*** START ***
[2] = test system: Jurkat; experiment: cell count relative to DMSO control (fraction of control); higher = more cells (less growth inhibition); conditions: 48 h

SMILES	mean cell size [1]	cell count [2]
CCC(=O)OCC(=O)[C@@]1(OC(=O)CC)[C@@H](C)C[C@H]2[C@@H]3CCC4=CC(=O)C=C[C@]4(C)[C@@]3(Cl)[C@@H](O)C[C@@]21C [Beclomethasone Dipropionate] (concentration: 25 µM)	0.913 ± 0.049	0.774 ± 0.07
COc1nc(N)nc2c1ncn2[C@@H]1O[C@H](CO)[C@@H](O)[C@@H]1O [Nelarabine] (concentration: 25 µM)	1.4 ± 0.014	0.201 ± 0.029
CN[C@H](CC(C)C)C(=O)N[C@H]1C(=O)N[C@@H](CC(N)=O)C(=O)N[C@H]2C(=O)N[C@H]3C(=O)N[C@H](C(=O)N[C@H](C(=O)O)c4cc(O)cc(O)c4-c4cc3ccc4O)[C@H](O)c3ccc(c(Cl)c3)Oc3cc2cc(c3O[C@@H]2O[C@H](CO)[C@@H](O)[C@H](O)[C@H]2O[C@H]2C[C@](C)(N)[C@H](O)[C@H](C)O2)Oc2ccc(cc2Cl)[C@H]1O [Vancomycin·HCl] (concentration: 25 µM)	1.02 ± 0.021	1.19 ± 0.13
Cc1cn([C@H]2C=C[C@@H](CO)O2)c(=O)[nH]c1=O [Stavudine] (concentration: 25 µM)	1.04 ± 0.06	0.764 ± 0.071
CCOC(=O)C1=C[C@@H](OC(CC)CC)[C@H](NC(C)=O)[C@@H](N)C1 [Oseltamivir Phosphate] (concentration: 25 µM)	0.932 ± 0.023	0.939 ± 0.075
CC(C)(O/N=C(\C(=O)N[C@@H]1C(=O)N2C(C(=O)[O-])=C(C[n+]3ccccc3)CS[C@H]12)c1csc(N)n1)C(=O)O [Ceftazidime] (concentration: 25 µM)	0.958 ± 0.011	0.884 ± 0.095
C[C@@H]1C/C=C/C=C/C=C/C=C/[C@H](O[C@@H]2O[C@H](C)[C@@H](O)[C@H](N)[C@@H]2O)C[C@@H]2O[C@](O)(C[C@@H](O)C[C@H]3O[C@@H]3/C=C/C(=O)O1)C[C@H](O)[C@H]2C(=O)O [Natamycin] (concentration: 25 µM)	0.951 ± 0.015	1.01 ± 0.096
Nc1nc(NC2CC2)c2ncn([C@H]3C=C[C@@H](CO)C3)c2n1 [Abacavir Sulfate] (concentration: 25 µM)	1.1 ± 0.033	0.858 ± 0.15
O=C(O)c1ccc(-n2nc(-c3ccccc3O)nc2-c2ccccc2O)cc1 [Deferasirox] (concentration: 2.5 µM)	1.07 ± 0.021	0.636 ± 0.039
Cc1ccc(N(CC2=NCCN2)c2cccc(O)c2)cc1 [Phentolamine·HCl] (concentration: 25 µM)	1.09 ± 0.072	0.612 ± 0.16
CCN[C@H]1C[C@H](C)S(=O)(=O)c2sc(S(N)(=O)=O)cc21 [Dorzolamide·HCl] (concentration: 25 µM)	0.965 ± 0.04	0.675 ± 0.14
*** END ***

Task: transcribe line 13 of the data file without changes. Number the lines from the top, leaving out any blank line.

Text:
CCN[C@H]1C[C@H](C)S(=O)(=O)c2sc(S(N)(=O)=O)cc21 [Dorzolamide·HCl] (concentration: 25 µM)	0.965 ± 0.04	0.675 ± 0.14